Disclosure of confidential information
- Helen Curtis
- Updated: Thu, 8th Dec 2016
Our client faced disciplinary proceedings brought by his professional regulatory body after his unauthorised disclosure of confidential information. Our client faced the issue of having his reputation tarnished for future employment.
How we addressed the issue
We were instructed by the individual, and:
- Reviewed the evidence and put forward arguments on behalf of the individual.
- Liaised with the regulatory body and brokered a settlement agreement, whereby the claim was dropped.
- Preserved our client’s costs and sought a contribution from the regulatory body.
We enabled our client to avoid incurring liability for the body’s legal fees and settled matters on a confidential basis.
How the confidential information was disclosed
Our client was a member of a regulatory organisation for finance professionals. He was employed as a branch office secretary. He became concerned that senior management were imposing detrimental organisational changes without properly consulting the organisation’s membership.
Competing interest causes an issue
He sought guidance from a friend, who had once been a manager in the regulatory organisation. His friend now worked for a competitor who provided courses that competed with the regulatory organisation’s commercial division.
Our client emailed his friend relevant correspondence, which included:
- Entire e-mail string;
- Commercially sensitive information, albeit inadvertently;
- Some of which was marked “confidential”.
The regulatory organisations’ response
The body’s manager visited our client. The manager handed our client a letter stating:
- That our client was responsible for the unauthorised disclosure of confidential information;
- Threatened to take injunction proceedings in respect of which he would be liable for costs;
- He should undertake that he would no longer divulge confidential information, and deliver up all company property and documentation in his control;
- That he was suspended from work pending a disciplinary hearing at which he risked being dismissed for gross misconduct.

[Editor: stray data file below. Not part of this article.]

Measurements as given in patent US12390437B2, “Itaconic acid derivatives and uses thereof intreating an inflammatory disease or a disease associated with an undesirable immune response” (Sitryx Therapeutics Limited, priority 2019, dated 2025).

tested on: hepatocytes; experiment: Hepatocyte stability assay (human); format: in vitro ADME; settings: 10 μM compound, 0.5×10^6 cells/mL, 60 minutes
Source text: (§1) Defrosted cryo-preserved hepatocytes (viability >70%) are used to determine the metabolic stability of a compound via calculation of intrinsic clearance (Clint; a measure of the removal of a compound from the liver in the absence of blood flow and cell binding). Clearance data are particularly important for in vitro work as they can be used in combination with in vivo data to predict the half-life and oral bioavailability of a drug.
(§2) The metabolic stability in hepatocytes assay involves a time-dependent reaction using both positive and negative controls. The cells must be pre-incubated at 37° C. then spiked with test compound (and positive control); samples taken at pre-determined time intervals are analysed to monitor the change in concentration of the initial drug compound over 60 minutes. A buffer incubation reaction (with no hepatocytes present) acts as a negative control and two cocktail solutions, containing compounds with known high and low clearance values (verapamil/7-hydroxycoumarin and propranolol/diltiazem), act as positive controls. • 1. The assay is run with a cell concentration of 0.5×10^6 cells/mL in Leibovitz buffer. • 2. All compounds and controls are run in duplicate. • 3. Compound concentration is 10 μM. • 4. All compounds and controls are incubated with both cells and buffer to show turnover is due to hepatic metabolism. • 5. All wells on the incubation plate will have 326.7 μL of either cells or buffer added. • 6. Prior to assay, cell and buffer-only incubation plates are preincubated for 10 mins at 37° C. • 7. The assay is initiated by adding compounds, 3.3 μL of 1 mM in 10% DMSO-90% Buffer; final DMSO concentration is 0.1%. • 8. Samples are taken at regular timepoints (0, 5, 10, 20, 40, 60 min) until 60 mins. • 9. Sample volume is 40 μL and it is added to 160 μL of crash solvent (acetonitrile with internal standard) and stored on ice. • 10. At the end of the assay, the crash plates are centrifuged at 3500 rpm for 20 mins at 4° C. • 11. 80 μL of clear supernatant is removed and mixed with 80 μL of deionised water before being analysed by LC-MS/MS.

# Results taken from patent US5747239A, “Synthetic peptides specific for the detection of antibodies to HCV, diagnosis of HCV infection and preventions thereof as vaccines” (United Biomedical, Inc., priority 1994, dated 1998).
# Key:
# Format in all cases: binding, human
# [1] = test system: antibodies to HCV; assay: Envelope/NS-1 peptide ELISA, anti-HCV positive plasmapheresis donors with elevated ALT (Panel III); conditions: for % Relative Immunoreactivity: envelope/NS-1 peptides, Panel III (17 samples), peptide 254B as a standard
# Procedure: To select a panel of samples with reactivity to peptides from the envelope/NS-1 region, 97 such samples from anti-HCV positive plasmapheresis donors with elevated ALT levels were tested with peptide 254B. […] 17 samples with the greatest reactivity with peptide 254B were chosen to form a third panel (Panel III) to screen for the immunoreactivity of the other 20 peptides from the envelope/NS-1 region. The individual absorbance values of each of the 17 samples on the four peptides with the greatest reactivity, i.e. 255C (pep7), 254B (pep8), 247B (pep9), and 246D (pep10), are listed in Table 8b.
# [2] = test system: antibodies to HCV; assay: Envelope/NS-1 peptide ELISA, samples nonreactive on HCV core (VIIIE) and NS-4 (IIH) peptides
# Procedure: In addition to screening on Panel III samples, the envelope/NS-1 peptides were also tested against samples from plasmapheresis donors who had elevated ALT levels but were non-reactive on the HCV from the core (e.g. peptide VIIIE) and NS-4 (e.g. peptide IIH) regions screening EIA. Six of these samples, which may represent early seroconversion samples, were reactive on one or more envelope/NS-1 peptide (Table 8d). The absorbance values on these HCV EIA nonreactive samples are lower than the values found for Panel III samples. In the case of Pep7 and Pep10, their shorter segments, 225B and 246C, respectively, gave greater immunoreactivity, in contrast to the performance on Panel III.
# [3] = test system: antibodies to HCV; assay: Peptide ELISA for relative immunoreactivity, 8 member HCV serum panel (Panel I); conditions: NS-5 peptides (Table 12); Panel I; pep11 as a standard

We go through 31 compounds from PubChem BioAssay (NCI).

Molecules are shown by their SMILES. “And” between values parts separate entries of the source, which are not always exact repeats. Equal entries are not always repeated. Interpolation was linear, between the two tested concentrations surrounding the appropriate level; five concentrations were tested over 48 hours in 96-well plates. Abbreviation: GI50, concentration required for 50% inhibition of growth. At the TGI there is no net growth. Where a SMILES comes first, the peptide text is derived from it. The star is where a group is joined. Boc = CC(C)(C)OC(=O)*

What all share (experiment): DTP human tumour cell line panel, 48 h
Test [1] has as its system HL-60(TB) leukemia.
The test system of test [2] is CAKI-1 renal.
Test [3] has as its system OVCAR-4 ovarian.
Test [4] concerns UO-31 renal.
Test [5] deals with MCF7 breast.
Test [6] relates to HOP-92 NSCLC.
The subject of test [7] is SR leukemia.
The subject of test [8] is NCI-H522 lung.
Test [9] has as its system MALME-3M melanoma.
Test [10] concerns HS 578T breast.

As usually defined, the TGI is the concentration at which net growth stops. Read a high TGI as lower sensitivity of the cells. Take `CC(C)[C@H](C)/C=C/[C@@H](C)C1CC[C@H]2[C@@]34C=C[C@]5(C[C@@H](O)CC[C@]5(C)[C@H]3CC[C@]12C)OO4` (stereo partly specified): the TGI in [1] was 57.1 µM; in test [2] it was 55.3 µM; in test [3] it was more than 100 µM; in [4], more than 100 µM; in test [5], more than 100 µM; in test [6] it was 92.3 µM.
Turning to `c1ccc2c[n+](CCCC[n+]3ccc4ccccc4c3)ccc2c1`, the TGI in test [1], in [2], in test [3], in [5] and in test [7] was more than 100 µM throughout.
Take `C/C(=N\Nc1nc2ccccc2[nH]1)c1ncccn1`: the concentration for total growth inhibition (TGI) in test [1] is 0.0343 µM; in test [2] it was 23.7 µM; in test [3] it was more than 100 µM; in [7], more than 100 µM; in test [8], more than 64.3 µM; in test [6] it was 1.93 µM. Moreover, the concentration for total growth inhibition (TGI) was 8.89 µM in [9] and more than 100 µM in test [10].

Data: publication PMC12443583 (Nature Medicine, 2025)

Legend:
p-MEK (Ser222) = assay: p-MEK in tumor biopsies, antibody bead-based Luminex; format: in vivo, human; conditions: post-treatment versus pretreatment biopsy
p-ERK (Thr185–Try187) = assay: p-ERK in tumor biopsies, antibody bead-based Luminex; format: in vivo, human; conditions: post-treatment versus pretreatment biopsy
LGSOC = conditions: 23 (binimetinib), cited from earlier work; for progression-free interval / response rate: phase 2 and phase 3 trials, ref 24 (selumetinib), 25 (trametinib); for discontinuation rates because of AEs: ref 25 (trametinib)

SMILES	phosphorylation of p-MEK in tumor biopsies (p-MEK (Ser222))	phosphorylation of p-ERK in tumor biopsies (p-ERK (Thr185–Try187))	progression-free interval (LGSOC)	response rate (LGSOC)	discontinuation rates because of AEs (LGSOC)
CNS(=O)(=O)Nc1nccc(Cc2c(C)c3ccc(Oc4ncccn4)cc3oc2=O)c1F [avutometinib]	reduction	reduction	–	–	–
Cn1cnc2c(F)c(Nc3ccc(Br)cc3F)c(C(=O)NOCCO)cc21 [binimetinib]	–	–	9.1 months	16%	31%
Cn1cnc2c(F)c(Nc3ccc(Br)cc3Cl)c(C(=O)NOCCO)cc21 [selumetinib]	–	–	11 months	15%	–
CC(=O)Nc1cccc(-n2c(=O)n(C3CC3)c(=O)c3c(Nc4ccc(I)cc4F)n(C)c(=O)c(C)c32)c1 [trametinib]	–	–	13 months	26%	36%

Without first taking legal advice the client agreed to the requested undertakings, without reservation. His manager suggested that if he accepted his culpability and resigned his employment then this would be the end of the matter. Again, without taking legal advice, he did so.
This emollient approach was unsuccessful. He received a letter from the organisation in its regulatory capacity stating that he had acted in breach of its rules regarding professional conduct. Although he had resigned his employment, he was now subject to a quasi-judicial disciplinary process.
Risk of losing professional accreditation
Our client risked losing his professional accreditation. In addition, the disciplinary rules stated that if the complaints against him were upheld, then our client would bear the legal costs of the proceedings. The legal costs would be substantial.
Our response to the unauthorised disclosure
Our client approached us, and we first identified grounds upon which we could defend his position. However, given the past admissions he had made, we could offer no comfort that the complaints against him would not be upheld.
Our usual approach is to negotiate a settlement, so that neither side incurs significant legal costs. In this case, our client was nearing retirement. He was willing to resign his professional membership. He wanted the matters brought to a conclusion, without the risk of incurring the costs of the proceedings.
Settling the matter out of court to preserve costs
The regulatory organisation rebuffed our attempts to settle. In our view, the regulatory organisation wanted to pursue matters, to use the requirement to pay costs as a disciplinary sanction.
We checked the organisation’s constitution. The constitution imported rules governing procedures in the civil courts. We argued that pursuing matters was entirely improper, and the organisation would be liable for our client’s wasted costs.
On a without prejudice basis we stated that if matters were not settled now:
- Our client would claim his costs;
- In future, he would publicly air his views as to the organisation management’s improper conduct, in respect of the organisation’s treatment of him and the membership; and
- Invited a confidential settlement.
Our research and robust response brought the regulatory organisation to its senses:
- Our client resigned his membership;
- Without liability for costs;
- With an agreement that the circumstances of his departure be kept confidential.
This case illustrates it is important to take advice at the earliest opportunity when faced with any legal proceeding. Otherwise you may lose the chance to properly defend your position, or achieve a binding settlement on reasonable terms.
Helen Curtis heads the commercial team at Gannons. Do get in touch with Helen if you wish to discuss a matter further.
It is important to take advice at the earliest opportunity when faced with legal proceedings. Don't limit the available options. Why not email or call me for an informal conversation....